Wednesday, November 7, 2012

#4 & #5 Tasting Japan

Japanese food is, hands down-- my favorite. I love how Japanese restaurants are found in every block in the Bay Area. And it must be also true in all major cities around the world.  I don't think I will ever get tired of it. I love making different Japanese dishes myself, because it is truly an enjoyable experience for me every time. It's quick, healthy, artful and very delicious!Tuesdays are always busy for us. So soup & sushi were the top choice. My ballerina was tired last night after two hours of dancing so, she didn't even bother to choose :)

For the soup:   clear soup with prawns & spinach
Sushi:  my version of  "California Roll"



6 uncooked prawns
baby spinach leaves
3 strips lemon rind
1 L of primary dashi
2 tsp light soy sauce

1. Shell & devein prawns, leaving tails in tact.Cut a small slit in the middle of each prawn. Push tail through the slit.
2. Cook prawns in small saucepan with enough water, do not cover the saucepan. Cook for 1 minute.Drain. Set aside.
3.  Boil water in a pot and then add the spinach. Once slightly wilted, remove from heat. Rinse under cold water to stop the cooking. Drain & set aside.
4. Cut slits along both long sides of the lemon rind starting at opposite ends, but don't cut all the way. Leave about 5% to keep the strip of lemon rind intact.Then gently pull & twist to form a triangle.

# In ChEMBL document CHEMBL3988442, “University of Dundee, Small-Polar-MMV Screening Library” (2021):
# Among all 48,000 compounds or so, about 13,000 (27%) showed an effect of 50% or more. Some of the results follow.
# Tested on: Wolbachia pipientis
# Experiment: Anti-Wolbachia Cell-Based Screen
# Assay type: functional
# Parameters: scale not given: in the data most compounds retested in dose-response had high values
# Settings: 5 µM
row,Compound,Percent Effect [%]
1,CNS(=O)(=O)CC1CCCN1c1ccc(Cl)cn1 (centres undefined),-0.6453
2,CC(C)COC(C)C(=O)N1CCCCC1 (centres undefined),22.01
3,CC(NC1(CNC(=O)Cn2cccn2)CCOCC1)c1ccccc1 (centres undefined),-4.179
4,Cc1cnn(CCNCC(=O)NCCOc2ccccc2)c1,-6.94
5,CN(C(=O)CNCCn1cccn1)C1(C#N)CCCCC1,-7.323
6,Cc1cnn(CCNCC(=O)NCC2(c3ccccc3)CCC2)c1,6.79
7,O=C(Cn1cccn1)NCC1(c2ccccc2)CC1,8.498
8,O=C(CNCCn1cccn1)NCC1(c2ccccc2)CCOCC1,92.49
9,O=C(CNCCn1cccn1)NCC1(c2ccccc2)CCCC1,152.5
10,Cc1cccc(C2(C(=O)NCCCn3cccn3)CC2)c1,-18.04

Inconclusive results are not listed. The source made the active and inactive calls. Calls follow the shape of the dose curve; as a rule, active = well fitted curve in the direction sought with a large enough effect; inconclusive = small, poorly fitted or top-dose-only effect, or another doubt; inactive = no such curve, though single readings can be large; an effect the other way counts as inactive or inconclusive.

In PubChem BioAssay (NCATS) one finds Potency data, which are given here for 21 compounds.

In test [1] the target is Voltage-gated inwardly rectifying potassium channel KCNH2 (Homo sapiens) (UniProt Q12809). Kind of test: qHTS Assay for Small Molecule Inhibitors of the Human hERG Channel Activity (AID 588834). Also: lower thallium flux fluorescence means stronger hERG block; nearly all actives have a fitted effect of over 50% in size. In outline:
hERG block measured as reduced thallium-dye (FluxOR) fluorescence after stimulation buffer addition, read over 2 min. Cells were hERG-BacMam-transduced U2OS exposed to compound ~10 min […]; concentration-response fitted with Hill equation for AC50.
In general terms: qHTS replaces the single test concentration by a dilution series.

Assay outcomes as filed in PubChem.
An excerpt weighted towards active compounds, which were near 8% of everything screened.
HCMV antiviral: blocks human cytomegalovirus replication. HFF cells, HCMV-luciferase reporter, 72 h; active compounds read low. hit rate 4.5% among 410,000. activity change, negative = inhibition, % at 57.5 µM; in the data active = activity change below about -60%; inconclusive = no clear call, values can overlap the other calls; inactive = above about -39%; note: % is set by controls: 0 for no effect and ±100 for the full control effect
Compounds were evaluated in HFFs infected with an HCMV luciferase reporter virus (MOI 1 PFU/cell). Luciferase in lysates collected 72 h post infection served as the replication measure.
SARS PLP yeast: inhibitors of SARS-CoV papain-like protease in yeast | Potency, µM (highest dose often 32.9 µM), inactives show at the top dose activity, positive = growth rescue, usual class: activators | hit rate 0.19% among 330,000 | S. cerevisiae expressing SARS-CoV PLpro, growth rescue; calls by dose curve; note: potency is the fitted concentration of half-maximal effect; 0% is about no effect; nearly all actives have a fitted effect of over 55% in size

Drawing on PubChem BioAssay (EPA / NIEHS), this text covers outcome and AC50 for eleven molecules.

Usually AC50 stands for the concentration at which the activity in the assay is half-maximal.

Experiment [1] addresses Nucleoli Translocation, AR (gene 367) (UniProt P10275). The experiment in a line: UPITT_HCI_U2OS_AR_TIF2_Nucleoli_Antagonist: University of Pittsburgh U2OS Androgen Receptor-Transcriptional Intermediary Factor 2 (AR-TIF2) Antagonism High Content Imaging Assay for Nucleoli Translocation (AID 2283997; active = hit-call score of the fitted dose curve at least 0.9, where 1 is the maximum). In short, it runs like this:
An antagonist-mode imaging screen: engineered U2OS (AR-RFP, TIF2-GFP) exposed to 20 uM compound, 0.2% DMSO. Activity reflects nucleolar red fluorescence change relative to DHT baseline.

5. In a saucepan, boil the Dashi and then add the soy sauce.Note: I boiled a separate soup water for the ballerina since she is allergic to seafood.
6. In a serving bowl, arrange the spinach and the prawns, with tails facing up. Pour the boiled Dashi, and top with the lemon rind triangle.

I also found out that this soup can be paired with cooked beef slices instead of the prawns- she enjoyed it! And since we had rice, she poured rice on her soup. Great thinking!


cucumber slices
avocado slices
crab meat or imitation crab meat
japanese rice
sushi seasoning
sheets toasted seaweed (yaki-nori)

1.  Cook rice.  
2. Once cooked, let it cool down in a bowl, then add the sushi seasoning. 
3.It's sushi roll time. (There are so many sushi making videos you can check out online). This is the easiest way for me to roll (nori on the outside), California rolls are made inside-out. But I like rolling mine the traditional way. It's easier.
4.Wipe knife with a damp cloth. Slice through the roll, wiping knife between cuts.

In the 1970's, a sushi chef named Ichiro Mashita based in Los Angeles began experimenting with replacing tuna with avocado. After he discovered that the texture & taste of avocado is a great substitute for tuna, the Califonia Roll is born. He eventually made the roll with rice on the outside because the Americans did not like how the nori looked on the outside :)

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